August 4, 2008

Cigarettes are Bad for Your Business…But Peanut Butter Cups are Perfect!

By Paul Bieber

Of course I am prejudiced, I don’t smoke and I do eat peanut butter cups.

Now that I have that disclaimer out of the way: smoking is bad for everyone’s health and is very bad for your business. If your state bans smoking in indoor places, enforce it in your business. If the decision is yours, implement a no-smoking policy as soon as you can.


Smoking costs you, the owner, a ton of money. Here’s why—

•Lost Productivity. A smoker will spend 10-15 minutes per day lighting up, looking for ash trays, pausing with that first puff, and taking two minutes talking with each person that comes over to borrow a cigarette.

•Safety. Two men are carrying a 72 x 100 mirror. The one with the cigarette let’s it fall from his lips, hitting himself on the knee. The natural instinct is to brush the ash off before it burns him. OOPS…a broken mirror at best and a cut on the other guys forearms at the worst. You can’t yell out a warning if your lips are stuck around a cigarette. You are not looking at your surroundings if you are lighting a cigarette. Cigarette butts all over the floor present a slip factor. Driving your company van and lighting up will cause higher accident rates

•Higher Insurance Rates. Your health insurance will be higher as you will have higher claims. Many auto insurance policies give a Non-Smokers discount of up to 10%. Most life insurance companies give a significant discount to non-smokers. Studies have proven that a smoker takes longer to recover from an injury or operation. The longer an employee is out, the higher is your worker’s comp premium. Your property insurance carrier may give you a discount if your property is a non-smoking facility.

•The Bucks. A smoker who does a pack a day spends, on average, $35.00 a week. If your employee stopped smoking and kept this money, this is equivalent to $1820 after tax, about $2400 pre-tax, or about $1.25 an hour. Save a couple of hundred on personal insurances, save on dry cleaning and replacing clothes with burn holes, and the average one-pack-a-day smoker saves about $2.00 an hour. By working on smoking cessation programs, some of your employees will be getting more take-home money, which means less pressure on you for wages.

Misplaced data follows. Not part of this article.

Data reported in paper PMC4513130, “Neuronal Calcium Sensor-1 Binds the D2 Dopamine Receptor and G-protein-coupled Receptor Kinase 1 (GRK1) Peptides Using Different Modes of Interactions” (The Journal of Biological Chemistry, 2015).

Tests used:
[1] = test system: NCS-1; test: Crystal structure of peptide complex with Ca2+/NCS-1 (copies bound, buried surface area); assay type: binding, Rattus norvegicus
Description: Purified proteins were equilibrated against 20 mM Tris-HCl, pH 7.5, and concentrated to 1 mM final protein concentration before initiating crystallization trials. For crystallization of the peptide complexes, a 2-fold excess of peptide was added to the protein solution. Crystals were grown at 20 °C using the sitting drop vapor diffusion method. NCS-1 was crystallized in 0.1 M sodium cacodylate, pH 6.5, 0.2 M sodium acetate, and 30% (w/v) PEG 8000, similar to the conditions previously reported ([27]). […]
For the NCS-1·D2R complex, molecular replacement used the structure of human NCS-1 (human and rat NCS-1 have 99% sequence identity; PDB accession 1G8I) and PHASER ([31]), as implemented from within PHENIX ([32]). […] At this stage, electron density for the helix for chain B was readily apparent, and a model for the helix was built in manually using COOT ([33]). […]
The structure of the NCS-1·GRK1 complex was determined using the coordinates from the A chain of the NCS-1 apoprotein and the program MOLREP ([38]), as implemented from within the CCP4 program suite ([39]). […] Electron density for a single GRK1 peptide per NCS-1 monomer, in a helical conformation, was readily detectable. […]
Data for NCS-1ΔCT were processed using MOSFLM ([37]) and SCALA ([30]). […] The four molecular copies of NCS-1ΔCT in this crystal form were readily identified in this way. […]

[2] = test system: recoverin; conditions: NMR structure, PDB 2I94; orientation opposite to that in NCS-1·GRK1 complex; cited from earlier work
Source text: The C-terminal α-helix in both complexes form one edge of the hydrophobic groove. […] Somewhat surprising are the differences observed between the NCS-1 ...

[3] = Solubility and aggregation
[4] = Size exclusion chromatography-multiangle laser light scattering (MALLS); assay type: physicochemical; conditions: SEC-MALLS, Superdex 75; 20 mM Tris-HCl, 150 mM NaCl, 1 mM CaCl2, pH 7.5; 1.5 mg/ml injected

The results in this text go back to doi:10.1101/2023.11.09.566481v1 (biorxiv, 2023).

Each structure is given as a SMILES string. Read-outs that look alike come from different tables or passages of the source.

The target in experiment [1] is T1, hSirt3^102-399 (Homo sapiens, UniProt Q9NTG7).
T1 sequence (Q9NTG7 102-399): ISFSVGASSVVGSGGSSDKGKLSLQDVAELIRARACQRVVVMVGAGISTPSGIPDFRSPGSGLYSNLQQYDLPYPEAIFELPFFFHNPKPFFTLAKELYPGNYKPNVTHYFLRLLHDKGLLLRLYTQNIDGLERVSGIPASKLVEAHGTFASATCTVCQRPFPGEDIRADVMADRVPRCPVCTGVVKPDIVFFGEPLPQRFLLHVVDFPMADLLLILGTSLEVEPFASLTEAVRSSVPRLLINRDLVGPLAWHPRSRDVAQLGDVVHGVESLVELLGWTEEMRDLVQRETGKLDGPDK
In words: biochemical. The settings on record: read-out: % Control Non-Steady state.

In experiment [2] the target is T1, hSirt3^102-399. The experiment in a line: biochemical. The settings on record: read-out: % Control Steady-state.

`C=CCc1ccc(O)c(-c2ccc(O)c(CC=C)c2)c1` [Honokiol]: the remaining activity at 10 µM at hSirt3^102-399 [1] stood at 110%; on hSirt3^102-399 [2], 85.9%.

•Image. The image of a smoking installer at Mrs. Jones house, with her white rug, should scare the heck out of you.

•Hiring. You will hire better people if you advertise yourself as a smoke-free business. Who wants to work around other smokers, unless they are smokers themselves?

•Health. If you are alive, you know that smoking is not good for your health. If you help people stop smoking, you get a gold star for your forehead, and a happier and healthier work force. Savings are OK, but it is even better to make your work force healthy.

Are you convinced yet? If you, as the owner smoke, then by quitting and setting the example, you become the hero and will feel better in the morning. No medical photos here, you know what smoking does.

Next week I’ll go over a couple of ways to introduce cessation programs in any type of business. Peanut butter cups, however, are worth the calories and don’t affect the lungs.